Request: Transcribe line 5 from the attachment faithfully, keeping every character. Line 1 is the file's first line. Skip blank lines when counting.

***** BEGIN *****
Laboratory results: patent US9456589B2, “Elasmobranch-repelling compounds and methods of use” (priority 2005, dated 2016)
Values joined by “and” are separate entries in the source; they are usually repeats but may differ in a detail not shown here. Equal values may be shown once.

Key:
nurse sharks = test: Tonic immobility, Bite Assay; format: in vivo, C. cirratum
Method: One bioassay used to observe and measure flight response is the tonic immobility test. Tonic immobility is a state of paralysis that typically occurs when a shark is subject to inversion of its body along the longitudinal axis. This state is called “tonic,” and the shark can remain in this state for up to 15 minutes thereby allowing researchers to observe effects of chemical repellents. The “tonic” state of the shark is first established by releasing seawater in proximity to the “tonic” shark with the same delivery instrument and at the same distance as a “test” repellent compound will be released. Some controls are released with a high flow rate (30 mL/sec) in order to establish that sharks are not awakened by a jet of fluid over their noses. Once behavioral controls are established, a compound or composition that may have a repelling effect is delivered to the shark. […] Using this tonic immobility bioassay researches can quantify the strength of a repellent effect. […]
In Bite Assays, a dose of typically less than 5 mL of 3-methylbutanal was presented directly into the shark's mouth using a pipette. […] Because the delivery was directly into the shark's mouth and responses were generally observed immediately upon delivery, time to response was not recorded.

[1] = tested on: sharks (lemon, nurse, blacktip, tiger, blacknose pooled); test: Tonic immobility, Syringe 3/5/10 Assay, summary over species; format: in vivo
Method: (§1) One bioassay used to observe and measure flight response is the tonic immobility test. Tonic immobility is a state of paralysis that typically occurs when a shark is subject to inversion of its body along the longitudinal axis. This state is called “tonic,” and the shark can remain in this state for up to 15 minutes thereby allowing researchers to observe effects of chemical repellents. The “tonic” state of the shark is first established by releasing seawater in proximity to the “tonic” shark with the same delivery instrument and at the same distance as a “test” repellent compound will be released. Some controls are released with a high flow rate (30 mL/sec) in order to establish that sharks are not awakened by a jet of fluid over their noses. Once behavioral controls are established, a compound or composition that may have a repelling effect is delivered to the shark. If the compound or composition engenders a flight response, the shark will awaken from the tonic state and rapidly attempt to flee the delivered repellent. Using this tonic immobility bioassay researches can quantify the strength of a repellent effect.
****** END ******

Method: One bioassay used to observe and measure flight response is the tonic immobility test. Tonic immobility is a state of paralysis that typically occurs when a shark is subject to inversion of its body along the longitudinal axis. This state is called “tonic,” and the shark can remain in this state for up to 15 minutes thereby allowing researchers to observe effects of chemical repellents. The “tonic” state of the shark is first established by releasing seawater in proximity to the “tonic” shark with the same delivery instrument and at the same distance as a “test” repellent compound will be released. Some controls are released with a high flow rate (30 mL/sec) in order to establish that sharks are not awakened by a jet of fluid over their noses. Once behavioral controls are established, a compound or composition that may have a repelling effect is delivered to the shark. […] Using this tonic immobility bioassay researches can quantify the strength of a repellent effect. […]